Sunday, July 10, 2005

Does International Criminal Justice Deter Criminals?

UVA lawprof Rosa Brooks has a measured op-ed in Sunday's LA Times surveying the progress of efforts to prosecute serious violations of international human rights on the 10th anniversary of the massacre at Srebenica. Unlike some advocates of international criminal justice, Prof. Brooks is restrained in her claims for the benefits of international tribunals like the International Criminal Court. Even so, her justification for expanding the scope and powers of international criminal courts has some problems. She writes:

But though it's only a distant second-best to preventing atrocities, punishing perpetrators is still important. It acknowledges the suffering of the victims and in the long run could help deter future abuses by forcing the bad guys to ask themselves if the abuses are worth it, given the increasing likelihood of ending up in jail somewhere down the line.

I don't doubt there are many good reasons to punish perpetrators
who have committed serious abuses and that, in some cases, international institutions are necessary to carry out this punishment. But I don't think Prof. Brooks, or any other scholarly supporter of the ICC, has bothered to offer support for her claim that international punishments create a "deterrent" to future abuses by other potential perpetrators.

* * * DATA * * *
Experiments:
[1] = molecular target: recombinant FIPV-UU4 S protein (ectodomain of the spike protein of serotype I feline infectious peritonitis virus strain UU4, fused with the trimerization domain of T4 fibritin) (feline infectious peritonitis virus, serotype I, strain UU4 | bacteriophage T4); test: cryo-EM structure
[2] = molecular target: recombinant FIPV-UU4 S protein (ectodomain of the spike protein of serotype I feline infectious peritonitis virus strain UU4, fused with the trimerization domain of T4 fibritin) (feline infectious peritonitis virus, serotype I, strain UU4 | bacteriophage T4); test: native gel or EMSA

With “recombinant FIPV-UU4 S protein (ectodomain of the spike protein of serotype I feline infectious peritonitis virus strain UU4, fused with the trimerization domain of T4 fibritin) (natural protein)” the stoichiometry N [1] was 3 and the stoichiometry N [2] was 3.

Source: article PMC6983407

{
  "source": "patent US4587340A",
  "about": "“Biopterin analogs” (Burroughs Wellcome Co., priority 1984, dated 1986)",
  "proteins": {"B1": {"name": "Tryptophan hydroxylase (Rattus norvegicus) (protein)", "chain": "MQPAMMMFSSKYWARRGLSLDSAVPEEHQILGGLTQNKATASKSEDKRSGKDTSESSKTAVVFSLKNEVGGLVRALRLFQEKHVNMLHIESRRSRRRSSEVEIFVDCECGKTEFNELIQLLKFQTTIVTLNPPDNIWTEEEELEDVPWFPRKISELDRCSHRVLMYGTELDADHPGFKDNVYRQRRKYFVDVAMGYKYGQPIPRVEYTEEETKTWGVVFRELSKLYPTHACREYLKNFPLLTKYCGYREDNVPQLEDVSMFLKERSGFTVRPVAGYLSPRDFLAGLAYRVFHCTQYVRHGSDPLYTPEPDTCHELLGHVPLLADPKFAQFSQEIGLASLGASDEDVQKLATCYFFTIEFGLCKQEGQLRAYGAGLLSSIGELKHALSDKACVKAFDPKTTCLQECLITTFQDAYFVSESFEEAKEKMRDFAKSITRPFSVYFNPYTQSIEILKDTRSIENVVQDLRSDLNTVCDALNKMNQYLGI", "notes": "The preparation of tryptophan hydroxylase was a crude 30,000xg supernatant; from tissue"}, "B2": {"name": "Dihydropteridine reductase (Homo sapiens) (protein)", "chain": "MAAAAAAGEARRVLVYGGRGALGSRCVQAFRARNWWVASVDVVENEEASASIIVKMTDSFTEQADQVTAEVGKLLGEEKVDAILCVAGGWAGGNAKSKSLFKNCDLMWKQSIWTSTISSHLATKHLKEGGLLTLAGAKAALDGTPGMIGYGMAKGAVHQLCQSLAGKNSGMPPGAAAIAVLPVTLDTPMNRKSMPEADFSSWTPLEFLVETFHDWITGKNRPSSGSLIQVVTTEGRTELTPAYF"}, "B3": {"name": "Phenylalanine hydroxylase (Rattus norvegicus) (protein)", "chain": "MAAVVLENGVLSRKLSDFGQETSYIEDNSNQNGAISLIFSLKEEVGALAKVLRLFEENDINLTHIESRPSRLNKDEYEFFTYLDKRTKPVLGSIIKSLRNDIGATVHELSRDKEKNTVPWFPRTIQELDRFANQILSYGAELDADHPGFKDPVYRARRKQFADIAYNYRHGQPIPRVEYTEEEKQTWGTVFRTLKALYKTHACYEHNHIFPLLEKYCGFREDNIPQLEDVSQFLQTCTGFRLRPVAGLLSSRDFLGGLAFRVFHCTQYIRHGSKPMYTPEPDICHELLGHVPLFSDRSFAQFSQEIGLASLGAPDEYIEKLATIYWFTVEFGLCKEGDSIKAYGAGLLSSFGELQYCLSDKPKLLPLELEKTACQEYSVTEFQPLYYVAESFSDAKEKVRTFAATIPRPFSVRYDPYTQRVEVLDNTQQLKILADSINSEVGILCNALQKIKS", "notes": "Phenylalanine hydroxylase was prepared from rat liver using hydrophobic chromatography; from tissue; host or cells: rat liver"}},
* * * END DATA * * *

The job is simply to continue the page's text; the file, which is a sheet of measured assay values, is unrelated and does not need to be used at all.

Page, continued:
The strength of the deterrence effect of certain kinds of criminal punishment is very difficult to determine. But, as many of the same human rights advocates have pointed out in battles over the use of the death penalty, it is possible, and even probable, that the threat of capital punishment does not deter many criminals from committing murders or other serious crimes. So isn't it plausible that potential war criminals will not be deterred in any meaningful way by international courts? This is not to say we shouldn't punish war criminals or execute murderers. It just means that it is possible, or even likely, that such punishments will have little if any deterrence effect.